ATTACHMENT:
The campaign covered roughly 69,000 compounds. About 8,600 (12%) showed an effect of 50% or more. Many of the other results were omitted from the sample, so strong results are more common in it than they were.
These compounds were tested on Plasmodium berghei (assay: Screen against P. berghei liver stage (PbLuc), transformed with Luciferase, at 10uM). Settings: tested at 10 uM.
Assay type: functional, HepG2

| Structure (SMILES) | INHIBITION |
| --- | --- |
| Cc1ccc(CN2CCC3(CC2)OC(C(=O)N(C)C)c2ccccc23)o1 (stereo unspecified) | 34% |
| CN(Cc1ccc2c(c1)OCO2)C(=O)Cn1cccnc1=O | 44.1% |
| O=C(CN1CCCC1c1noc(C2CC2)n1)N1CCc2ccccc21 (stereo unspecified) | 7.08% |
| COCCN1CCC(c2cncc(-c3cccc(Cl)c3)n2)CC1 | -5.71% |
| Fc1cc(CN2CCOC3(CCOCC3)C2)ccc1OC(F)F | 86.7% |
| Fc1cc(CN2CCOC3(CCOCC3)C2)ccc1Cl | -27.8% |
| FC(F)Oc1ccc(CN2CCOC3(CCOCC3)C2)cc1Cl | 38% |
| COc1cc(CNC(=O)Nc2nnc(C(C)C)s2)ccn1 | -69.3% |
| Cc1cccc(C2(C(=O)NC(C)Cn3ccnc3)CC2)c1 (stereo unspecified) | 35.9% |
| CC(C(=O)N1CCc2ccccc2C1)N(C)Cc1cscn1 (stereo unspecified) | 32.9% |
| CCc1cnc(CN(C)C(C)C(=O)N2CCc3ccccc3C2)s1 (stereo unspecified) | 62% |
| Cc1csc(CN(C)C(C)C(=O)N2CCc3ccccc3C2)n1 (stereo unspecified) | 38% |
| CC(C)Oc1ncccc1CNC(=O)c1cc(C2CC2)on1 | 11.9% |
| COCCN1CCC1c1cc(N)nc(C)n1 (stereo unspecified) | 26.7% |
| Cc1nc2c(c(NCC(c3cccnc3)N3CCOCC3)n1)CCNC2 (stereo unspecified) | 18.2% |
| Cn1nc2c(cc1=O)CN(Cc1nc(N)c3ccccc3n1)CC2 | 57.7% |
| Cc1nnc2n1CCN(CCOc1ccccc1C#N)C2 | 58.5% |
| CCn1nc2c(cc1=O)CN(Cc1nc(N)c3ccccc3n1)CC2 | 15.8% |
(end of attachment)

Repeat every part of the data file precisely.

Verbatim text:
The campaign covered roughly 69,000 compounds. About 8,600 (12%) showed an effect of 50% or more. Many of the other results were omitted from the sample, so strong results are more common in it than they were.
These compounds were tested on Plasmodium berghei (assay: Screen against P. berghei liver stage (PbLuc), transformed with Luciferase, at 10uM). Settings: tested at 10 uM.
Assay type: functional, HepG2

| Structure (SMILES) | INHIBITION |
| --- | --- |
| Cc1ccc(CN2CCC3(CC2)OC(C(=O)N(C)C)c2ccccc23)o1 (stereo unspecified) | 34% |
| CN(Cc1ccc2c(c1)OCO2)C(=O)Cn1cccnc1=O | 44.1% |
| O=C(CN1CCCC1c1noc(C2CC2)n1)N1CCc2ccccc21 (stereo unspecified) | 7.08% |
| COCCN1CCC(c2cncc(-c3cccc(Cl)c3)n2)CC1 | -5.71% |
| Fc1cc(CN2CCOC3(CCOCC3)C2)ccc1OC(F)F | 86.7% |
| Fc1cc(CN2CCOC3(CCOCC3)C2)ccc1Cl | -27.8% |
| FC(F)Oc1ccc(CN2CCOC3(CCOCC3)C2)cc1Cl | 38% |
| COc1cc(CNC(=O)Nc2nnc(C(C)C)s2)ccn1 | -69.3% |
| Cc1cccc(C2(C(=O)NC(C)Cn3ccnc3)CC2)c1 (stereo unspecified) | 35.9% |
| CC(C(=O)N1CCc2ccccc2C1)N(C)Cc1cscn1 (stereo unspecified) | 32.9% |
| CCc1cnc(CN(C)C(C)C(=O)N2CCc3ccccc3C2)s1 (stereo unspecified) | 62% |
| Cc1csc(CN(C)C(C)C(=O)N2CCc3ccccc3C2)n1 (stereo unspecified) | 38% |
| CC(C)Oc1ncccc1CNC(=O)c1cc(C2CC2)on1 | 11.9% |
| COCCN1CCC1c1cc(N)nc(C)n1 (stereo unspecified) | 26.7% |
| Cc1nc2c(c(NCC(c3cccnc3)N3CCOCC3)n1)CCNC2 (stereo unspecified) | 18.2% |
| Cn1nc2c(cc1=O)CN(Cc1nc(N)c3ccccc3n1)CC2 | 57.7% |
| Cc1nnc2n1CCN(CCOc1ccccc1C#N)C2 | 58.5% |
| CCn1nc2c(cc1=O)CN(Cc1nc(N)c3ccccc3n1)CC2 | 15.8% |